My grandfather Chrysostomos Papastefanou, was born a Cappadocian Greek in Turkey in 1897, and his family was forced to migrate to Greece in the 1923 population exchange between Greece and Turkey. He wrote down his biography in several notebooks, which have been interpreted and edited by my father, Georgios Papastefanou, into the book “O Tata” released in Greek in 2014.
The aim is to release the book to an international audience in English in 2022. That requires not only a translation, but an extensive rewrite, since the original is incoherently written and covers subjects that require more context or explanation.
I’m working from a direct translation, rewriting it into a more digestible format, which can be understood without prior knowledge of the language, culture or history.
While I enjoy doing it, it’s a lot of work, and I can always use some extra motivation. So any likes, cheerful or inquisitive comments – be it in English, Svenska or Ελλινικἀ – in any channel are most welcome 🙂
Also see the blog post about when we visited the old village in Cappadocia, as well as the dedicated – and more frequently updated – Instagram Account.
Excerpt from the chapter Childhood memories:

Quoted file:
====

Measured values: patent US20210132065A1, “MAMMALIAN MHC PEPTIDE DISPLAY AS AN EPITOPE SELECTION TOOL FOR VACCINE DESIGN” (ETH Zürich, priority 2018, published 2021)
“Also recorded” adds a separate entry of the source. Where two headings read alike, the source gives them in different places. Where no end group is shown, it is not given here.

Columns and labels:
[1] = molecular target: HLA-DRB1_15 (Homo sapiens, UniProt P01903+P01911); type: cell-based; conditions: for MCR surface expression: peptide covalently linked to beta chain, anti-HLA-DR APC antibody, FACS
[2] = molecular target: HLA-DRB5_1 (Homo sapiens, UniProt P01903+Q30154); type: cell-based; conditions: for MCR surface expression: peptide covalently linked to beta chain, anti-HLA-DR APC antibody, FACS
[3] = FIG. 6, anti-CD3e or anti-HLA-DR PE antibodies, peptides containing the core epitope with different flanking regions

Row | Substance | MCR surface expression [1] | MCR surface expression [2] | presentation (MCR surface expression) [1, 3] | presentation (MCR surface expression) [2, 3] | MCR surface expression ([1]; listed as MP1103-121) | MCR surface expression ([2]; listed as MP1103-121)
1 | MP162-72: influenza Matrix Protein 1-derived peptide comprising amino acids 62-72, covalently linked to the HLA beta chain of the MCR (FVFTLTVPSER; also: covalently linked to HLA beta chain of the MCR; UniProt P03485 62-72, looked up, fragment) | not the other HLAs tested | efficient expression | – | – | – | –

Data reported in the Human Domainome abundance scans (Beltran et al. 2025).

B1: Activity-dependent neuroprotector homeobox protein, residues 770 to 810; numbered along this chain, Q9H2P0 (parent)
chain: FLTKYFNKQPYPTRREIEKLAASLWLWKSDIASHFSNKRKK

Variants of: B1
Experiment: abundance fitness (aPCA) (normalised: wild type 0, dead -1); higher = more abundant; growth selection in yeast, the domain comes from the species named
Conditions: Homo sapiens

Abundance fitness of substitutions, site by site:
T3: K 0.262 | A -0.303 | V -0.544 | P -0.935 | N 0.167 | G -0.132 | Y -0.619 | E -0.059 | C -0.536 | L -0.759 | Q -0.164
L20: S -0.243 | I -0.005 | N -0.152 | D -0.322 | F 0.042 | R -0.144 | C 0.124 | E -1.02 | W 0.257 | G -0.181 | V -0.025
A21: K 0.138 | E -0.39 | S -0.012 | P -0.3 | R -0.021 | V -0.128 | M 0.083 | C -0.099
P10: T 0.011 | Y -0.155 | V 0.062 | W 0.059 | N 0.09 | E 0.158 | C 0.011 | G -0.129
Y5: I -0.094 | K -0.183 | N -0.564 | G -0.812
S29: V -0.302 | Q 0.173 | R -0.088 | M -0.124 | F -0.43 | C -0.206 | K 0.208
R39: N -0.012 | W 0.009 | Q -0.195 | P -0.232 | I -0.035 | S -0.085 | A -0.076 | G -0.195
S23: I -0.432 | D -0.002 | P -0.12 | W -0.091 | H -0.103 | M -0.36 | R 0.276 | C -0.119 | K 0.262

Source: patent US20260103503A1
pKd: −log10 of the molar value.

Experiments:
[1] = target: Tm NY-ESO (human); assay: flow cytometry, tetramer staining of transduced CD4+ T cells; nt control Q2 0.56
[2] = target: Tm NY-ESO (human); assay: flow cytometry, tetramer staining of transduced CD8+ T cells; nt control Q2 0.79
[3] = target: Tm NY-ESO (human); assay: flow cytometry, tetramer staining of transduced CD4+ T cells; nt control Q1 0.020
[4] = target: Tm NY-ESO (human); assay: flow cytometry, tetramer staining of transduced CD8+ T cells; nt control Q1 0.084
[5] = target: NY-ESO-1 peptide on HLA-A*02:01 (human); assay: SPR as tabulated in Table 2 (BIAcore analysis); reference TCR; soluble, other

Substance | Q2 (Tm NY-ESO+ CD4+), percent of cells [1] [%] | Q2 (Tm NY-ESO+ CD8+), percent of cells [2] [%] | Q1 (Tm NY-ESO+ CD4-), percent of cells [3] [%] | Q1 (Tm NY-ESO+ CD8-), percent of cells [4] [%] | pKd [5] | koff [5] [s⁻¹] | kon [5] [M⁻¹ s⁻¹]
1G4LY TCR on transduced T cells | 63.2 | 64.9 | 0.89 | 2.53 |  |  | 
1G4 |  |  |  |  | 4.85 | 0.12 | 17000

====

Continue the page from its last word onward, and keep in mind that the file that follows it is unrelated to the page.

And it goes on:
Another time, I think I was three or four, when I noticed that everyone, young and old, men, women and children, kissed the hand of my father, but no one else’s. It intrigued me.
One evening, before dusk, I caught my father alone cutting wood, I asked him
“Father, everyone kisses your hand, why do they do that?”
While thinking up a good answer, he lay the ax down, put the kalymmafchi – the priest headgear – on his head and then he said
“Because I’m big, so they kiss my hand”.
He really was big. They said he was 192 cm tall, and dressed in his billowing priest robes, he seemed like the biggest man in the village.
“Who is bigger than you?” I asked.
Raising his cassock, he took out a handkerchief from his pocket and wiped his nose, blowing loudly. He then put the scarf under my nose and said ‘blow’. He wiped the snot from my nose and said
“Go inside, so you don’t catch a cold”. (Πήγαινεμέσαναμηνκρυώσεις…)
‘Tell me, who is bigger than you’ I insisted.
“Only the Bishop is bigger than me” (Στη μένα άου μέγα αιν μόνο ο δεσπότ), he replied. I wondered to myself how much bigger the bishop could be.
Near our house was the village well, used daily by everyone. In the winter the water would rise by half a meter, and you could fill your buckets without needing to lower them with a rope. Next to the well was a trough made out of carved stone. It was equipped with a drain hole, that could be plugged with a corn cob wrapped in a cloth. Villagers would fill the trough from the well and bring their animals to drink. One day when my father was filling the trough for our six oxen I asked him
“Could the Bishop drink all this water with a single sip?”